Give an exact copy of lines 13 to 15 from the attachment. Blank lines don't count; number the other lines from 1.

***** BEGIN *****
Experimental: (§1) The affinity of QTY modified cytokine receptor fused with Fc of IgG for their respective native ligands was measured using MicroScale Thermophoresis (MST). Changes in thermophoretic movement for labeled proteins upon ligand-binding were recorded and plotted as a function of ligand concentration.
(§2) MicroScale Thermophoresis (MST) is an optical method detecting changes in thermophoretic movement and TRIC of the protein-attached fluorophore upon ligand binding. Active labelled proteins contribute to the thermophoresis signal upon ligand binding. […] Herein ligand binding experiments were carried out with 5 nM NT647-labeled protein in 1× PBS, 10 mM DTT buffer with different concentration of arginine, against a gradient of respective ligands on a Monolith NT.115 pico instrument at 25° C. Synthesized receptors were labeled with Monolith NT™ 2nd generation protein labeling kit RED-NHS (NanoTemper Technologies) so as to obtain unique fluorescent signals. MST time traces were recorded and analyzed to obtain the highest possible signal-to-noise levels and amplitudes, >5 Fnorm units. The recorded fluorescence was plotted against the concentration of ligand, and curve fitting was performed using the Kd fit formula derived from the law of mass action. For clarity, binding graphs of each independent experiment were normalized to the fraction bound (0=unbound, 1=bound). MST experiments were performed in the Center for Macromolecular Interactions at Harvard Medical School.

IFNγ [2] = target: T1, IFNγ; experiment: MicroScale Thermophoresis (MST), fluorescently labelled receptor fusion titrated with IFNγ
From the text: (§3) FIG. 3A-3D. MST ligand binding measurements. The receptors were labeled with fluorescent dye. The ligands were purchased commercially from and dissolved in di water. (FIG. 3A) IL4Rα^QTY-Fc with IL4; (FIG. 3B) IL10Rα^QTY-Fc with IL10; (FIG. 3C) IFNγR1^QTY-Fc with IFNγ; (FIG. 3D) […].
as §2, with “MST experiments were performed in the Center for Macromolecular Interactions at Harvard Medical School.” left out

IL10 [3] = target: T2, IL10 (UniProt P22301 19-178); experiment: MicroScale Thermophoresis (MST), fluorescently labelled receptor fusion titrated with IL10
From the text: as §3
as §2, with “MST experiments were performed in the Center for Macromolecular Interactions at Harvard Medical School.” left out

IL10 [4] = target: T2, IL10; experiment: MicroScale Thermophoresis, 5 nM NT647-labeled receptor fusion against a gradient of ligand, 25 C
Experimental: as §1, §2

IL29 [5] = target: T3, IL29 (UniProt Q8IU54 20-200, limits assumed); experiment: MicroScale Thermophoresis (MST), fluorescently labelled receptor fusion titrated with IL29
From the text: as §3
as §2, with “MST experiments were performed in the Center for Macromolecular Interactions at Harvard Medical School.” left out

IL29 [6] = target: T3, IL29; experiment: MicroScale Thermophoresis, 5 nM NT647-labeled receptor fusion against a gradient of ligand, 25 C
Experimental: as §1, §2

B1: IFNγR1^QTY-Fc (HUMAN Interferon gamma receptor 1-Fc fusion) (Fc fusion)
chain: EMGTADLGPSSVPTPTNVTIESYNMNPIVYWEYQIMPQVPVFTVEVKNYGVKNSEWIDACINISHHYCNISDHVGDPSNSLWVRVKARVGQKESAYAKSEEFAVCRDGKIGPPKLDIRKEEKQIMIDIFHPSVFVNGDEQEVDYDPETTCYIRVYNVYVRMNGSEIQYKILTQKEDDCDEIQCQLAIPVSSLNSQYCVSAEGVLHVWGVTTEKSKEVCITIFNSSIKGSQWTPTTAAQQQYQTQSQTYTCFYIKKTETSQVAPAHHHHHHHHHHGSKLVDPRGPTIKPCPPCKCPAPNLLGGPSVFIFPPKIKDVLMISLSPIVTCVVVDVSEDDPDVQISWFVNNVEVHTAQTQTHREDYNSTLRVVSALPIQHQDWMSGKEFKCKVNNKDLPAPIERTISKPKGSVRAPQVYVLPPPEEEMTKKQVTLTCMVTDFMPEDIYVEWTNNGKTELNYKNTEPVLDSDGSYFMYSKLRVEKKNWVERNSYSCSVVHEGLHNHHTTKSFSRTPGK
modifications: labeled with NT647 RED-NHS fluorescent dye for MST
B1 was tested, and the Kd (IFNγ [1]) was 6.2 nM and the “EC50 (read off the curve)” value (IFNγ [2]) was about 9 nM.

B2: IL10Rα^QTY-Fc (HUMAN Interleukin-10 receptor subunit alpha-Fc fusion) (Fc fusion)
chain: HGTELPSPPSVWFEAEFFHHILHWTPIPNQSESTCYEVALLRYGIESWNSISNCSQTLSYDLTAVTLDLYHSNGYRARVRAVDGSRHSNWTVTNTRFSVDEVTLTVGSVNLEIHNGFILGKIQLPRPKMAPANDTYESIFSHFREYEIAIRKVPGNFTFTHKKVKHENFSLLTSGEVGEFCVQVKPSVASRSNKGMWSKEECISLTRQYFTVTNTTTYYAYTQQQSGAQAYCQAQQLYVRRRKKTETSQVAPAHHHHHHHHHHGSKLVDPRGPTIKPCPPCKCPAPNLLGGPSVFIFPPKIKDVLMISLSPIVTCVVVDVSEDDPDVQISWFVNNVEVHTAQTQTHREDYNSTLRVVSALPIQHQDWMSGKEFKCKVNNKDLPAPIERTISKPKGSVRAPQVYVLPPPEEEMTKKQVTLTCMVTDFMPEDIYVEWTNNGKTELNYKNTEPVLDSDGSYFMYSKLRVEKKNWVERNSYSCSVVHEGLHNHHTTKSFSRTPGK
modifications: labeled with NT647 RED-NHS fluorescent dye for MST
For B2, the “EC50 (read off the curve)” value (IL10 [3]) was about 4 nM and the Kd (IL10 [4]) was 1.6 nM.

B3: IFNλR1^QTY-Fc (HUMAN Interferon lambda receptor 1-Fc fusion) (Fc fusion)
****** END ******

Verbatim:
as §2, with “MST experiments were performed in the Center for Macromolecular Interactions at Harvard Medical School.” left out

IL29 [6] = target: T3, IL29; experiment: MicroScale Thermophoresis, 5 nM NT647-labeled receptor fusion against a gradient of ligand, 25 C
Experimental: as §1, §2